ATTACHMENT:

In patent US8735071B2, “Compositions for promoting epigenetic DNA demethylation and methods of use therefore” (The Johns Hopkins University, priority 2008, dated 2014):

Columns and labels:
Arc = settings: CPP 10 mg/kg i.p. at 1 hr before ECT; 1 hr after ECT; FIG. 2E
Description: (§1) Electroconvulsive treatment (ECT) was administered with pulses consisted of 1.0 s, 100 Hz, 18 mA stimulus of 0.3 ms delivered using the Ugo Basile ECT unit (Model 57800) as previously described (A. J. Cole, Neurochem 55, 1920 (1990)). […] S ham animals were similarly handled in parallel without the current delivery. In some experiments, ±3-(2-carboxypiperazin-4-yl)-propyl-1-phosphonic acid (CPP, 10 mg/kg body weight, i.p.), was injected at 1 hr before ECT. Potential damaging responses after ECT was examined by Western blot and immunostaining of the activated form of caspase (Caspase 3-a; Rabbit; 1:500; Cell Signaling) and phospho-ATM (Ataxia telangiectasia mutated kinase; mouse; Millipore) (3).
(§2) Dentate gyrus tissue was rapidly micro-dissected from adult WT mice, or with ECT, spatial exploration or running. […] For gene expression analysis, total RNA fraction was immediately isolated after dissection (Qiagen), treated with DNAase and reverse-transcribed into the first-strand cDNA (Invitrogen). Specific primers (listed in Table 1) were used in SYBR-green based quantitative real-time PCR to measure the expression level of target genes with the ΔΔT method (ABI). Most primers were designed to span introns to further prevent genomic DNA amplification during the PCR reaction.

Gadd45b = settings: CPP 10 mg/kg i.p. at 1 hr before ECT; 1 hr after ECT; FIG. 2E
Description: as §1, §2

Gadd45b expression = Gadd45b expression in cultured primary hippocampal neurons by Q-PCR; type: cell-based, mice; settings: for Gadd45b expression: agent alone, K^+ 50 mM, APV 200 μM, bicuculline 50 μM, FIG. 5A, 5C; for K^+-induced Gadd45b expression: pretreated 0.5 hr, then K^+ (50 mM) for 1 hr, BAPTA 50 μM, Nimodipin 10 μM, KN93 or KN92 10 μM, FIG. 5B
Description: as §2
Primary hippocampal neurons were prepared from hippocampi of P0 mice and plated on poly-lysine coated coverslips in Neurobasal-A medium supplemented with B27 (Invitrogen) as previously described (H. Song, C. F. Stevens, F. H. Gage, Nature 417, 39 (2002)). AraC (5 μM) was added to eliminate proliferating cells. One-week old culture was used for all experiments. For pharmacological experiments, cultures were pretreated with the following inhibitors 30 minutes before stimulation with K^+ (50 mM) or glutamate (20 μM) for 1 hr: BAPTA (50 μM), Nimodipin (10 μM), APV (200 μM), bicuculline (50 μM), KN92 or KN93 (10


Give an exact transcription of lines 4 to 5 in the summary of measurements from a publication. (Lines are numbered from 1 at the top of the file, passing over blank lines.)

Description: (§1) Electroconvulsive treatment (ECT) was administered with pulses consisted of 1.0 s, 100 Hz, 18 mA stimulus of 0.3 ms delivered using the Ugo Basile ECT unit (Model 57800) as previously described (A. J. Cole, Neurochem 55, 1920 (1990)). […] S ham animals were similarly handled in parallel without the current delivery. In some experiments, ±3-(2-carboxypiperazin-4-yl)-propyl-1-phosphonic acid (CPP, 10 mg/kg body weight, i.p.), was injected at 1 hr before ECT. Potential damaging responses after ECT was examined by Western blot and immunostaining of the activated form of caspase (Caspase 3-a; Rabbit; 1:500; Cell Signaling) and phospho-ATM (Ataxia telangiectasia mutated kinase; mouse; Millipore) (3).
(§2) Dentate gyrus tissue was rapidly micro-dissected from adult WT mice, or with ECT, spatial exploration or running. […] For gene expression analysis, total RNA fraction was immediately isolated after dissection (Qiagen), treated with DNAase and reverse-transcribed into the first-strand cDNA (Invitrogen). Specific primers (listed in Table 1) were used in SYBR-green based quantitative real-time PCR to measure the expression level of target genes with the ΔΔT method (ABI). Most primers were designed to span introns to further prevent genomic DNA amplification during the PCR reaction.